DID YOU KNOW…

My favorite grain and what is a prebiotic?

There’s a world of difference between a whole grain, as in brown rice, and an over-processed grain, found in bread, for example. Whole grains can provide much of the necessary fiber, proteins, and some vitamins and minerals needed for daily requirements. In addition to that, whole grains provide us with prebiotic dietary fibers that promote healthy bacteria in our digestive systems. This in turn increases the absorption of certain nutrients to help maintain a healthy immune system. Fiber also keeps us feeling full because it slows down digestion and helps with weight loss. Whole grains are also helpful in controlling glucose and blood lipid levels, so it’s great for people with diabetes. Whole grains are very nearly miraculous!

My favorite grain is quinoa (pronounced keen-wa). It is a delicious alternative to brown rice and has some unique nutritional qualities. Quinoa is high in protein - 1 cup has 8.1 g of protein, about 222 calories, and very low fat. It is also high in magnesium and phosphorous, which are essential for muscle relaxation; high in fiber, 1 cup has 5 g of fiber and vitamins galore, including vitamin E, thiamin, riboflavin, niacin and vitamin B6. One of the greatest advantages of eating quinoa is that it is gluten-free. I absolutely am crazy about quinoa and here’s one of my favorite ways to eat it.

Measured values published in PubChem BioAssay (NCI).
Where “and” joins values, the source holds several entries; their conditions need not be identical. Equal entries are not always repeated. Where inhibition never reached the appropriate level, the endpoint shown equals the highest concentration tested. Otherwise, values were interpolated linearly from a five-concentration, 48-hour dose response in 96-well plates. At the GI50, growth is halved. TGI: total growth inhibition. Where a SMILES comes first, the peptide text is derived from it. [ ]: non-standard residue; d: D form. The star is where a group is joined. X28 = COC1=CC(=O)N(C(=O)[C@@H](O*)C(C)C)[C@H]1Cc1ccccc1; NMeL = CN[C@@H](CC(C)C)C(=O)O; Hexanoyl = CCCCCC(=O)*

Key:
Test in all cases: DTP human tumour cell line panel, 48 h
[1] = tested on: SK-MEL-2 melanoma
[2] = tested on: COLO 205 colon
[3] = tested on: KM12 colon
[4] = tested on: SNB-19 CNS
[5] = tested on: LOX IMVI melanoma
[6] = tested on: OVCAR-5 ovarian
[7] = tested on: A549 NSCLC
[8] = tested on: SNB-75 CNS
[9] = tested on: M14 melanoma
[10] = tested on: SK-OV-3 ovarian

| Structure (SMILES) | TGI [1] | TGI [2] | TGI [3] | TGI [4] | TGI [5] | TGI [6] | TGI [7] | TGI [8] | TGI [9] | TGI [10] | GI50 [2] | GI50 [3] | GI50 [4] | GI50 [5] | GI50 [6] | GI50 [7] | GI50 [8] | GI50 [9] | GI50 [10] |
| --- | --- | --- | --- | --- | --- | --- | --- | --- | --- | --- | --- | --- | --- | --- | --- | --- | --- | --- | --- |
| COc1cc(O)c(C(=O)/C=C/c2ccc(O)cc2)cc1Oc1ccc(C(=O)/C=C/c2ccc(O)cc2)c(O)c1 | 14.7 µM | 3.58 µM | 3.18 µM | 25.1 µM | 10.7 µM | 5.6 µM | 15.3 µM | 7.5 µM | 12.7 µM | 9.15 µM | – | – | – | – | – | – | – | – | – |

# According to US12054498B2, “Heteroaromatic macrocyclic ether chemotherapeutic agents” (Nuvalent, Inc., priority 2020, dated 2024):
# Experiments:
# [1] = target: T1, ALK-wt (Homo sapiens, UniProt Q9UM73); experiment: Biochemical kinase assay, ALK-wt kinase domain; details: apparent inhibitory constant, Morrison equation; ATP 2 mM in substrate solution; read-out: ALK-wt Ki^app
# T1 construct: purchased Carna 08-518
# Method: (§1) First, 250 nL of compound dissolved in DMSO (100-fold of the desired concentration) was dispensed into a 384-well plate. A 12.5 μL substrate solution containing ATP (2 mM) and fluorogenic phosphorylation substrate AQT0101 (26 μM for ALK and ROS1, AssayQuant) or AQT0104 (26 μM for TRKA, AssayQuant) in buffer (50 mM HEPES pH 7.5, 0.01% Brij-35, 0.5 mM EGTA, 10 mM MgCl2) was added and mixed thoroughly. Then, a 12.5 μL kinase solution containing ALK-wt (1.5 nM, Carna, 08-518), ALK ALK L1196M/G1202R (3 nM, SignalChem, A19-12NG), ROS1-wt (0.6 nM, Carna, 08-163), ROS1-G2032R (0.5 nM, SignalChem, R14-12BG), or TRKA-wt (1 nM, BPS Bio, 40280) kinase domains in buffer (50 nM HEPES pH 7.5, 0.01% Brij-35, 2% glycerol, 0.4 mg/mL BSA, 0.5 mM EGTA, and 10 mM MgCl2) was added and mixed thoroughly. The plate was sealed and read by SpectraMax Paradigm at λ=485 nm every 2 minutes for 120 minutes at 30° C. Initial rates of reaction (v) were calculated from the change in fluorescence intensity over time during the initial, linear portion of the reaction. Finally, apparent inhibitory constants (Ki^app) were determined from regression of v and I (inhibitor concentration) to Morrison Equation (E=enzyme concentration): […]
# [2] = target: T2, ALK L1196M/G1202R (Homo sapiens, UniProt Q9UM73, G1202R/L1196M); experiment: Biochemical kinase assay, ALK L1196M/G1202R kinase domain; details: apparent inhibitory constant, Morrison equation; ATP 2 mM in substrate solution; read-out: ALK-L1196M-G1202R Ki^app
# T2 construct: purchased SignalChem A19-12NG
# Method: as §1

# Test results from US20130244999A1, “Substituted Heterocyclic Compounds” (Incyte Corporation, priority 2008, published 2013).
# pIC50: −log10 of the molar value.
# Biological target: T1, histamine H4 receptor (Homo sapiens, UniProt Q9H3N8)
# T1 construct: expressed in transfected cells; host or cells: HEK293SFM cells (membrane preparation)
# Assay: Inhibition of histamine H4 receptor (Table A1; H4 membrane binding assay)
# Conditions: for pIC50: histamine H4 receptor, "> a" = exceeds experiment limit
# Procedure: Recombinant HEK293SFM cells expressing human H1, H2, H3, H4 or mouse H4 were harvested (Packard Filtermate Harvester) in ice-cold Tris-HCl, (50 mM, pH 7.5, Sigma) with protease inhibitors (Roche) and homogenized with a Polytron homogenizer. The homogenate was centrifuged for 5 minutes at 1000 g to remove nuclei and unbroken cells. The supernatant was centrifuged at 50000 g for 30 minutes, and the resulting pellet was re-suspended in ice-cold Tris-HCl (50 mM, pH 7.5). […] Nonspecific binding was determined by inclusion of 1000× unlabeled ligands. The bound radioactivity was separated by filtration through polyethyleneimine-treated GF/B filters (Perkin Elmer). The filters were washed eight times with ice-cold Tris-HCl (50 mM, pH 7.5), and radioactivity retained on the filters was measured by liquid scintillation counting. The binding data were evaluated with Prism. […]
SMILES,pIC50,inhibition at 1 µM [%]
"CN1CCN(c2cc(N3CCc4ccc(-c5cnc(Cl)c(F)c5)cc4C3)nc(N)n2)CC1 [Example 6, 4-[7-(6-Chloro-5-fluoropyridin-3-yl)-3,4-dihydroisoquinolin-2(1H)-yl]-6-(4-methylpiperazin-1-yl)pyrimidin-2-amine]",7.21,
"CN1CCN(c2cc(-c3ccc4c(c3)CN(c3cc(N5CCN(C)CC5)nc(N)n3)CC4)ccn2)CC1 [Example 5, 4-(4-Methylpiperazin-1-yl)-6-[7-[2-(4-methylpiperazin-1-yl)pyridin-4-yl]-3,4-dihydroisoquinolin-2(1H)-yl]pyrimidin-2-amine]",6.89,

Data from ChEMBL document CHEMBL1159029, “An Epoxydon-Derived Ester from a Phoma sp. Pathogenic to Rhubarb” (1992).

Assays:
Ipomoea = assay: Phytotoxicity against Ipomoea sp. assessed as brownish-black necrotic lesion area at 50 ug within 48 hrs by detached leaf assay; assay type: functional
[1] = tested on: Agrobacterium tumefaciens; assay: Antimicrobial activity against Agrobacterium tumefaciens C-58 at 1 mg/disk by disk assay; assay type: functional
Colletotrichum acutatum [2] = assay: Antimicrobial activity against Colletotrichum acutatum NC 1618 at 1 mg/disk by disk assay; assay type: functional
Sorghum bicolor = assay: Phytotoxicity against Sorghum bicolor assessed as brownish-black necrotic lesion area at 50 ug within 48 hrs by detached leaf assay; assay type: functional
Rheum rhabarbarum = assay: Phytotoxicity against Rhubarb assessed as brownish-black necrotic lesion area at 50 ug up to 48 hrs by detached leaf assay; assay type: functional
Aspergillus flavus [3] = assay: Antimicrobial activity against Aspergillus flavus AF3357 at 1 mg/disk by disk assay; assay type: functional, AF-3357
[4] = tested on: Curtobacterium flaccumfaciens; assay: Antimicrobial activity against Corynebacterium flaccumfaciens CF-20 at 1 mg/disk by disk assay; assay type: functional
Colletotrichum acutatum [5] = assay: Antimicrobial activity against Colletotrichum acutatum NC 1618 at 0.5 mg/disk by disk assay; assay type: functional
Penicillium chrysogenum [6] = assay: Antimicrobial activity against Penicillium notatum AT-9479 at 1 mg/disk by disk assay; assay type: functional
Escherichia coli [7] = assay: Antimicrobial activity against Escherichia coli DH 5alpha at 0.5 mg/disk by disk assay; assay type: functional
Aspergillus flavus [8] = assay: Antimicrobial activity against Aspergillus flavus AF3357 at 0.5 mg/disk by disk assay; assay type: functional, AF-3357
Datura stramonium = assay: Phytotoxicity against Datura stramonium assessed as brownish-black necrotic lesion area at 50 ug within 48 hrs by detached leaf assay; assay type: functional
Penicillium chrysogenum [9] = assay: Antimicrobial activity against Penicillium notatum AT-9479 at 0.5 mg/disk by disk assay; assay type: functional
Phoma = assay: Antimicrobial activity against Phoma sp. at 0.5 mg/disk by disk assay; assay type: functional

Morrocan Quinoa

    • 1 c. quinoa, lightly toasted in oil- when it is lightly browned
    • Add 2c. vegetable or chicken broth- cover and cook on low until broth is absorbed. 10-15 minutes

Dry Ingredients

      • 1/2c. toasted, slivered almonds
      • 1/2c. dried cherries or raisins or dried strawberries
      • 2 T. chopped fresh parsley
      • 2 T. chopped fresh mint
      • 2 T. chopped fresh cilantro
      • 2 T. chopped fresh chives

Add all the dry ingredients at once to quinoa just as broth is absorbed. Vary the quantity of any of the above ingredients to suit your preferences. Chow time!

 This is a thumbs up!

 

 

 

 

 

 

References: 1. Lattimer, JM, Haub,MD. Effects of dietary fiber and its components on metabolic health. Nutrients.  2010,2(112): 1256-1289. 

2. Slavin, JL, Position of the American Dietetic Association: health implications of dietary fiber. J Am Diet Assoc. 2008; 108(10): 1716-1731.